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More MS news articles for July 2003

Woman With MS Petitions Brussels

July 15, 2003
Multiple Sclerosis Society

A 31-year-old UK woman has travelled to Brussels to ask the European Parliament for equal access across Europe to the most effective available treatments for multiple sclerosis, the most common potentially disabling neurological disease affecting young adults in the western world.

Louise McVay, from Loughborough, petitioned the Parliament in 2001 when she was being denied beta interferon, one of the only drugs proved to reduce the frequency and severity of MS attacks or relapses. Since then, she has begun treatment under an innovative scheme launched by the UK government which will monitor the long-term effectiveness of the drugs for people meeting criteria set by the UK Association of British Neurologists.

Said Louise, before addressing the Parliament's Petitions Committee, "After years of waiting, I now have this treatment. But many thousands of the 400,000 people who have MS across the EU are still waiting. I know the depths of frustration those people feel as they fear their condition may have progressed too far for them to qualify for treatment. Their numbers will increase with the accession of the 10 new member states to the Union."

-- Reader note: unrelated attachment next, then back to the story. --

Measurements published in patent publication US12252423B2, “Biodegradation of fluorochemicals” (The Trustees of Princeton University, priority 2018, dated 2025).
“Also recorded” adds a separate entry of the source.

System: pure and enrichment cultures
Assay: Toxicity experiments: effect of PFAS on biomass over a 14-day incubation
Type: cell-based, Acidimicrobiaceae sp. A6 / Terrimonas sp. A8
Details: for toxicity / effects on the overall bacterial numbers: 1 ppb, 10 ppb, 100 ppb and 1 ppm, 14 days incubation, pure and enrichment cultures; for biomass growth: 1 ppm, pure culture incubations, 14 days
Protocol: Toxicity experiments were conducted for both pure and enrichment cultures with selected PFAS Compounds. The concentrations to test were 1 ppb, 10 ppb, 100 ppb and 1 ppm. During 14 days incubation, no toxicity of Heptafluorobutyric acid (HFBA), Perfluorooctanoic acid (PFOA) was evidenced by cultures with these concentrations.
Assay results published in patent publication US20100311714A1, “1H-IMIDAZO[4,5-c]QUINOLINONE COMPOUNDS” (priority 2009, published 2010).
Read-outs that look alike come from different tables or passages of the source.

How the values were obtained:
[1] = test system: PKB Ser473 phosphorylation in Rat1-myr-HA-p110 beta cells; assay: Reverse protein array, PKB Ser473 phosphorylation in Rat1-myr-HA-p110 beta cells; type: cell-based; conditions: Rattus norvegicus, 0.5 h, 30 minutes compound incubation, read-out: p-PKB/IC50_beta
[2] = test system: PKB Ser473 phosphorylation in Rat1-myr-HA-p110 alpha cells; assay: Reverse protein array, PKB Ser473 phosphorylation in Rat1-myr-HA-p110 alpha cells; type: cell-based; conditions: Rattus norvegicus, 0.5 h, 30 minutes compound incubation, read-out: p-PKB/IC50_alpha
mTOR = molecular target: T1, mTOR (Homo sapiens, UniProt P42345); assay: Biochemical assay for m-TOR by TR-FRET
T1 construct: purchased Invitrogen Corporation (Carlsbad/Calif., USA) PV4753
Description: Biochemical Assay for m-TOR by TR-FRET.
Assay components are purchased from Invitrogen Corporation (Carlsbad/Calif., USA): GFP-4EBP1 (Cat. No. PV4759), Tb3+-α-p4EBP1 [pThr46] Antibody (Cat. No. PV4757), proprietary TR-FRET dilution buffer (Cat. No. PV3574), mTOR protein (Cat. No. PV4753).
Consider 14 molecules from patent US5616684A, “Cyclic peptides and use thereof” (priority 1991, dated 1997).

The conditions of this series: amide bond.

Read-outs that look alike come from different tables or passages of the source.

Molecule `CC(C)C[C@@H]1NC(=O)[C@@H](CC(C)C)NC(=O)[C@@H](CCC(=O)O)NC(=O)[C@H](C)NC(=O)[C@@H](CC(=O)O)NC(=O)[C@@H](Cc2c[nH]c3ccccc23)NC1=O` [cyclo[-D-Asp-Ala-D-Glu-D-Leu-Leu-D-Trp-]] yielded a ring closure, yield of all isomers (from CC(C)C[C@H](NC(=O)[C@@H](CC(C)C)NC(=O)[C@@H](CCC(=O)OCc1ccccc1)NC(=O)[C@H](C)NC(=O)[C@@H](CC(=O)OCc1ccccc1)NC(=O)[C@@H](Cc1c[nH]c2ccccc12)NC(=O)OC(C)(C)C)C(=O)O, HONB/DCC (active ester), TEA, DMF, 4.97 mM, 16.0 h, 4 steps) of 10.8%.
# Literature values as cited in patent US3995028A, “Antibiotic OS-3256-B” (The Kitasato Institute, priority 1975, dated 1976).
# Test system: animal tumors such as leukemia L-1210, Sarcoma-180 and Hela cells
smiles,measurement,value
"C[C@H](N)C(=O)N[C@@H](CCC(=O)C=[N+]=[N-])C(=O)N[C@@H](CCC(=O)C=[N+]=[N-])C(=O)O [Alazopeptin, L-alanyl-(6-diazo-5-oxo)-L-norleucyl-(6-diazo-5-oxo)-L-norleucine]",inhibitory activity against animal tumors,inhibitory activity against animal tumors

The European Multiple Sclerosis Platform, representing 29 national MS Societies, recently endorsed treatment guidelines drawn up by MS specialists. A European Parliament interest group, chaired by Scottish MEP, Catherine Stihler, has highlighted the need for more co-ordinated patient-centred research into MS therapies.

Said EMSP secretary-general, Christoph Thalheim, "The inequity of care for people with MS across Europe stands in stark contrast to the Union's values of human rights and non-discrimination. It also raises important issues around quality of life and the effective use of resources, not least in people's ability to contribute in the workplace.

"We are pleased the Parliament has recognised the wider significance of Louise's petition and hope today's committee session will lead to a report highlighting the problem and identifying areas of action which will lead to fair treatment and better quality of life for every European affected by MS."

Copyright © 2003, Multiple Sclerosis Society